What causes depression?

The exact causes of depression are unknown. However, there are a variety of factors involved, such as:

Biological differences. People with depression appear to have physical changes in their brains. The significance of these changes is still uncertain but may eventually help researchers pinpoint the causes.

Brain chemistry. Neurotransmitters are naturally occurring brain chemicals that likely play a role in depression. Recent research indicates that changes in the function and effect of these neurotransmitters may play a significant role in treatment, as well.

Hormonal changes. Changes in the body’s hormonal balance may cause or trigger depression. Hormonal changes can result from pregnancy and after delivery or from thyroid problems, menopause, and several other conditions.

Inherited traits. Depression is more common in people whose blood relatives also have the condition. Researchers are looking for genes that may be involved in causing depression.

Psychotic depression is a type of severe depression combined with psychotic episodes, such as hallucinations or delusions. The episodes may be upsetting or disturbing and often have a theme. Depression can also be related to a medical condition, medication, or substance abuse.

What is a mood disorder?

A mood disorder is a mental health problem that affects a person’s emotional state. The person may experience long periods of extreme happiness, extreme sadness, or both. While it is normal for someone’s mood to change in certain situations, you must experience symptoms for several weeks or longer to be diagnosed with a mood disorder.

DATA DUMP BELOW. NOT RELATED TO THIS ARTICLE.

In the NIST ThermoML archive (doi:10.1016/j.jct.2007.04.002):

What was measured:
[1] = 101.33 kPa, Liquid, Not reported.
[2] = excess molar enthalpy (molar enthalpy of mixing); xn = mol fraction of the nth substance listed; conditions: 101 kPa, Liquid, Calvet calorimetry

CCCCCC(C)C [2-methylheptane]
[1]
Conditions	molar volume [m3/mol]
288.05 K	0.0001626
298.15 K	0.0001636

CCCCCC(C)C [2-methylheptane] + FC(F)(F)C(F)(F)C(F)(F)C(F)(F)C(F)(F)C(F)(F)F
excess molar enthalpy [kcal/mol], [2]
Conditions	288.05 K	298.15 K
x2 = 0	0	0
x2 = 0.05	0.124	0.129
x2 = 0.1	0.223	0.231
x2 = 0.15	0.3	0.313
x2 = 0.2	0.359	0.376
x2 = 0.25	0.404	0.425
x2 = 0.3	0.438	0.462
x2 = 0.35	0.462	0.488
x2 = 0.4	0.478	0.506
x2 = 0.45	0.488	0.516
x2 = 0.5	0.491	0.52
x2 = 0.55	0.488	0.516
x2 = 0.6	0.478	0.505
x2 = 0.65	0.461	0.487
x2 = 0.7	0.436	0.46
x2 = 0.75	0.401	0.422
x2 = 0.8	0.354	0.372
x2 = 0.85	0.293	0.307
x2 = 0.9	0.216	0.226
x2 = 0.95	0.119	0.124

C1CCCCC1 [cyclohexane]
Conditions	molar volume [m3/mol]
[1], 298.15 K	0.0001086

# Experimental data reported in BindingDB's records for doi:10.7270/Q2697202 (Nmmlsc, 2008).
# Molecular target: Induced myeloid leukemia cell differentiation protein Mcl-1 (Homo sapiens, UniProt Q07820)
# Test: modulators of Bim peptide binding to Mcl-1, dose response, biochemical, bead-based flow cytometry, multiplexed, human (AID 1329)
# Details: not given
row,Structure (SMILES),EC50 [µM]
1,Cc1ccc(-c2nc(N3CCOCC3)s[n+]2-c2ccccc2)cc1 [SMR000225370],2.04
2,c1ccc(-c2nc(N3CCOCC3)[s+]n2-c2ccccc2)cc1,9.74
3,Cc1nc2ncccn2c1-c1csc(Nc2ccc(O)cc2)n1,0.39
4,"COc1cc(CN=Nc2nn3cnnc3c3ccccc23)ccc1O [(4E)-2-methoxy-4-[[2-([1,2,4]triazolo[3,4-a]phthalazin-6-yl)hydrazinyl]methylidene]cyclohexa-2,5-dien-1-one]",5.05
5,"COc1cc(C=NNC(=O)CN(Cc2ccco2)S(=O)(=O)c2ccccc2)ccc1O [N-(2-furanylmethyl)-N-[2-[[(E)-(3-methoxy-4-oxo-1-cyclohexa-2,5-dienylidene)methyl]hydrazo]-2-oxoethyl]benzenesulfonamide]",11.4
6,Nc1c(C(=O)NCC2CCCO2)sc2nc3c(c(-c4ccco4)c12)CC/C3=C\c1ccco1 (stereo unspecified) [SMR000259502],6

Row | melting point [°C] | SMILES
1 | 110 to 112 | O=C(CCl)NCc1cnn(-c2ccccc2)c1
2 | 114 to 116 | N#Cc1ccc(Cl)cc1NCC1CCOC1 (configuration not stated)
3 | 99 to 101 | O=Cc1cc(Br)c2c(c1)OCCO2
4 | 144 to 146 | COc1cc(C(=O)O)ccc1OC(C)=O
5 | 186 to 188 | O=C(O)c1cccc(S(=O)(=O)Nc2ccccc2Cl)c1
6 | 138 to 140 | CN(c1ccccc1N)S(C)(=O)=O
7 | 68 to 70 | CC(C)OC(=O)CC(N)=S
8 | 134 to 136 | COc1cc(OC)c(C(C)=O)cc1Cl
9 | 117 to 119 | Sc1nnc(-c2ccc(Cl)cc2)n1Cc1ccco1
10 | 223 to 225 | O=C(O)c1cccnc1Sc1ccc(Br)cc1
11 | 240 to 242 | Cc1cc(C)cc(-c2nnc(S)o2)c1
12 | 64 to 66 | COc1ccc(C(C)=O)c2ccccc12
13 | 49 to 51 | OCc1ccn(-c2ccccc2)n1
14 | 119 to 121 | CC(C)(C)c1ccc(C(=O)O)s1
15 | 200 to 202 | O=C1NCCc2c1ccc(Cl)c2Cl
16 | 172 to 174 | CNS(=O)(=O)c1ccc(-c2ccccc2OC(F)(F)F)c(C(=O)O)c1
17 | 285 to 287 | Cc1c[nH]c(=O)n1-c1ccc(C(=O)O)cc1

Depression and bipolar disorder are the two most common mood disorders. Bipolar disorder, also known as manic-depressive disorder, is defined by swings in mood from depression to mania. When a bipolar person experiences a low mood, symptoms may resemble clinical depression. Depressive episodes often alternate with manic episodes during which a person may feel elated or irritable or have sudden increased levels of activity.

Seasonal affective disorder (SAD) is a type of depression that occurs during certain seasons of the year. It typically starts in late autumn or early winter and lasts until spring or summer. Symptoms may resemble those of major depression and tend to wane or disappear entirely during spring and summer months.

Premenstrual dysphoric disorder is a type of mood disorder that occurs seven to 10 days before menstruation and stops within a few days after the start of menstruation. Researchers believe this disorder is caused by hormonal changes related to the menstrual cycle. Symptoms may include anger, irritability, tension, decreased interest in normal daily activities, and sleep problems.

Intermittent explosive disorder is a lesser-known mood disorder marked by episodes of unwarranted anger. It’s the same as flying into a rage for no apparent reason since the behavioral outbursts are typically way out of proportion to the situation.